Samuel H. Kye, ScienceDirect, May 2018
Scholars have continued to debate the extent to which white flight remains racially motivated or, in contrast, the result of socioeconomic concerns that proxy locations of minority residence. Using 1990–2010 census data, this study contributes to this debate by re-examining white flight in a sample of both poor and middle-class suburban neighborhoods. Findings fail to provide evidence in support of the racial proxy hypothesis. To the contrary, for neighborhoods with a larger non-white presence, white flight is instead more likely in middle-class as opposed to poorer neighborhoods. These results not only confirm the continued salience of race for white flight, but also suggest that racial white flight may be motivated to an even greater extent in middle-class, suburban neighborhoods. Theoretically, these findings point to the decoupling of economic and racial residential integration, as white flight may persist for groups even despite higher levels of socioeconomic attainment.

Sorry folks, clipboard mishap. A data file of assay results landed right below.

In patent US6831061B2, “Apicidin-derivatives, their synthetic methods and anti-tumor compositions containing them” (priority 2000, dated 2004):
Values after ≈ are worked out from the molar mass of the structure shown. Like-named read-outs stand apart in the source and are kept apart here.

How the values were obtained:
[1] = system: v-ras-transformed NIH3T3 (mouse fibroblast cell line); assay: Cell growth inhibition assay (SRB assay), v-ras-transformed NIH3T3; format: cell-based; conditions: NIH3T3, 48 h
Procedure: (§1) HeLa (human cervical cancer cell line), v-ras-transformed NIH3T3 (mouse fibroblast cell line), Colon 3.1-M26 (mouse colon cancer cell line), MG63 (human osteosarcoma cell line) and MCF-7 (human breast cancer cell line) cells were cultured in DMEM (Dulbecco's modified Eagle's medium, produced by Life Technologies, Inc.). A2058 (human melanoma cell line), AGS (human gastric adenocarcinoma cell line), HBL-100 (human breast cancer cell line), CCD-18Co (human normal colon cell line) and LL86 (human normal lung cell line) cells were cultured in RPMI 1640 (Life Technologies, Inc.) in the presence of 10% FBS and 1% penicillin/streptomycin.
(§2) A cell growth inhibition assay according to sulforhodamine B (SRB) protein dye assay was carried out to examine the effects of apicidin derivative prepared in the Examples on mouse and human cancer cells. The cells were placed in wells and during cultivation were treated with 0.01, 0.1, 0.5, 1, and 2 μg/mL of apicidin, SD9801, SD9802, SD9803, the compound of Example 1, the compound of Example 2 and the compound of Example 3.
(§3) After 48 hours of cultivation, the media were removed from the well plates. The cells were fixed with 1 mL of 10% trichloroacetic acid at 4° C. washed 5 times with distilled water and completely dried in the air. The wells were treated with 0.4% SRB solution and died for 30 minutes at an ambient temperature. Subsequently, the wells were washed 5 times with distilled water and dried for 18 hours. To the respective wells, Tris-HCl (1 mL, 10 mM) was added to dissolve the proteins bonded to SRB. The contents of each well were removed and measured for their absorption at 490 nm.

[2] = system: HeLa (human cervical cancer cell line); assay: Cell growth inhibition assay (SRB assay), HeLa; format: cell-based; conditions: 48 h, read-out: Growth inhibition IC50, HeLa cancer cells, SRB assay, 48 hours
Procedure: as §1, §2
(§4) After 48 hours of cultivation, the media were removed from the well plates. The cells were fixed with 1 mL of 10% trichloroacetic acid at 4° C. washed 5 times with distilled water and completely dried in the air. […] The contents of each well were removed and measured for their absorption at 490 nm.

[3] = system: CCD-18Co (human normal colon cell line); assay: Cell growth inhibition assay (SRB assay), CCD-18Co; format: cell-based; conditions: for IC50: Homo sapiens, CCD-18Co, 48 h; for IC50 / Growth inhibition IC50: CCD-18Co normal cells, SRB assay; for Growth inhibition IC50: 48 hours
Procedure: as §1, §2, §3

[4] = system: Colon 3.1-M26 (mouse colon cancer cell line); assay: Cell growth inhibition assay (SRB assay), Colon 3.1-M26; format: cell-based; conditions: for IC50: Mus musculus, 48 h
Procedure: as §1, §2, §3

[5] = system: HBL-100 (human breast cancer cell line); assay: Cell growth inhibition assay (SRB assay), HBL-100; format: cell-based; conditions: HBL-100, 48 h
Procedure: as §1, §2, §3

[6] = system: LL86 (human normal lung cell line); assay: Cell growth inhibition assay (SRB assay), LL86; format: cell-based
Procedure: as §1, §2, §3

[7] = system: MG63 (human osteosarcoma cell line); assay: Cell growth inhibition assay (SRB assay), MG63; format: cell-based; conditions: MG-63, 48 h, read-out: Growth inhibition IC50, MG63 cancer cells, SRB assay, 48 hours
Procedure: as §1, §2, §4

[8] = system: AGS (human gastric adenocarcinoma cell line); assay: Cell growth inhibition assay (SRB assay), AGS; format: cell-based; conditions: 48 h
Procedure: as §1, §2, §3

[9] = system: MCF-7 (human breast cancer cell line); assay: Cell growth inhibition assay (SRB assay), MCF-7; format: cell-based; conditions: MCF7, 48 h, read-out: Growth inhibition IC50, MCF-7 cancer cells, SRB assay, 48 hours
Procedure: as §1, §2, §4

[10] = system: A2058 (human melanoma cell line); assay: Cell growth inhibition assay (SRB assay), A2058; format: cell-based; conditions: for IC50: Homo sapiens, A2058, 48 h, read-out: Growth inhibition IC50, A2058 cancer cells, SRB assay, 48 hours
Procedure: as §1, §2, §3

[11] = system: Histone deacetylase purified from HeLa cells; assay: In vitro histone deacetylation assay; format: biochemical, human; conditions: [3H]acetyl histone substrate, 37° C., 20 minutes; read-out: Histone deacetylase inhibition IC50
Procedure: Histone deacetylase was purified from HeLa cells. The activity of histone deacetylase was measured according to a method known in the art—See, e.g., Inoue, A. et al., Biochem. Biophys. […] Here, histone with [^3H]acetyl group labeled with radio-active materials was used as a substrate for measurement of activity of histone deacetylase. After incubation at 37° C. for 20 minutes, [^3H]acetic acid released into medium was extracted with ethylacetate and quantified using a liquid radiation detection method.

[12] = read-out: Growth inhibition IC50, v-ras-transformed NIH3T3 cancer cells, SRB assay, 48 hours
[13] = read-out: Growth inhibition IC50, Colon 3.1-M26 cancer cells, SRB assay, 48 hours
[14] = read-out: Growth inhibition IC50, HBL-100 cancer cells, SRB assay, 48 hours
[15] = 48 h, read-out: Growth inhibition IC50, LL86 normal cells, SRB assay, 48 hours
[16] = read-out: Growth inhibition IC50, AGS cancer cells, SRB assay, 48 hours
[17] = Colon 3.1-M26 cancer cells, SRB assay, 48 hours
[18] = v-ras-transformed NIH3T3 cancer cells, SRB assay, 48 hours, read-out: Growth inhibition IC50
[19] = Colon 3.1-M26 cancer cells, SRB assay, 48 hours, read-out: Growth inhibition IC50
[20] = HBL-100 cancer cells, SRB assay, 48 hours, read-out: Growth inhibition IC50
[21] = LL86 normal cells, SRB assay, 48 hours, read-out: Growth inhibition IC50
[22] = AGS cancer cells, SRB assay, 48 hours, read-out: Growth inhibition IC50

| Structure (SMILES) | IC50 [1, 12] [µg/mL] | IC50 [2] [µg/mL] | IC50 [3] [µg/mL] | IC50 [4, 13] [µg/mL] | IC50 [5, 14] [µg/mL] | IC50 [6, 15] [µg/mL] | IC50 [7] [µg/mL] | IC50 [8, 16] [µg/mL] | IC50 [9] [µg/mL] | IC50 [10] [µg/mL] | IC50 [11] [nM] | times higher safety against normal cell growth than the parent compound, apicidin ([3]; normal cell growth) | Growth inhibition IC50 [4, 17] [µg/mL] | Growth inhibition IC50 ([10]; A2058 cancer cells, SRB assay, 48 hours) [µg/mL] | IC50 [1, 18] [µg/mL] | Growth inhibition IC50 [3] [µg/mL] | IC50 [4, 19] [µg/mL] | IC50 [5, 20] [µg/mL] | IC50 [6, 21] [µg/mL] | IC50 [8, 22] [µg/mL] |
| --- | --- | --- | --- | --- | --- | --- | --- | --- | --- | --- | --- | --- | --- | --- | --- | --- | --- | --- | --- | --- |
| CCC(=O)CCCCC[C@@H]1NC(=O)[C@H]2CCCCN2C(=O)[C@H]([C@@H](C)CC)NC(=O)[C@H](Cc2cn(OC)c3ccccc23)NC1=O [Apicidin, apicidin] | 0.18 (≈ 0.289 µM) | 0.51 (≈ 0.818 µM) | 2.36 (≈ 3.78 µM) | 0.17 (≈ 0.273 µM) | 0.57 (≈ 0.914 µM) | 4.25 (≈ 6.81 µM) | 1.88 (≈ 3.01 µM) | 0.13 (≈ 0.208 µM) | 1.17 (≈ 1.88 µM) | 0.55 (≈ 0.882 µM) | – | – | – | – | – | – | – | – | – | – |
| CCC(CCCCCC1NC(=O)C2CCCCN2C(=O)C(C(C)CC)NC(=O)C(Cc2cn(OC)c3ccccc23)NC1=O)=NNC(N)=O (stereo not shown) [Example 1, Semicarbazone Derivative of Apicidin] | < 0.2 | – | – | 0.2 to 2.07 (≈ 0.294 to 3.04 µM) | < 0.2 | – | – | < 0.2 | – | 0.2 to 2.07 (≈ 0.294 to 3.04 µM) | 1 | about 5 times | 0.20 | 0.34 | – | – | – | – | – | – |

[Editor’s Note: The PDF for this study is available for purchase.]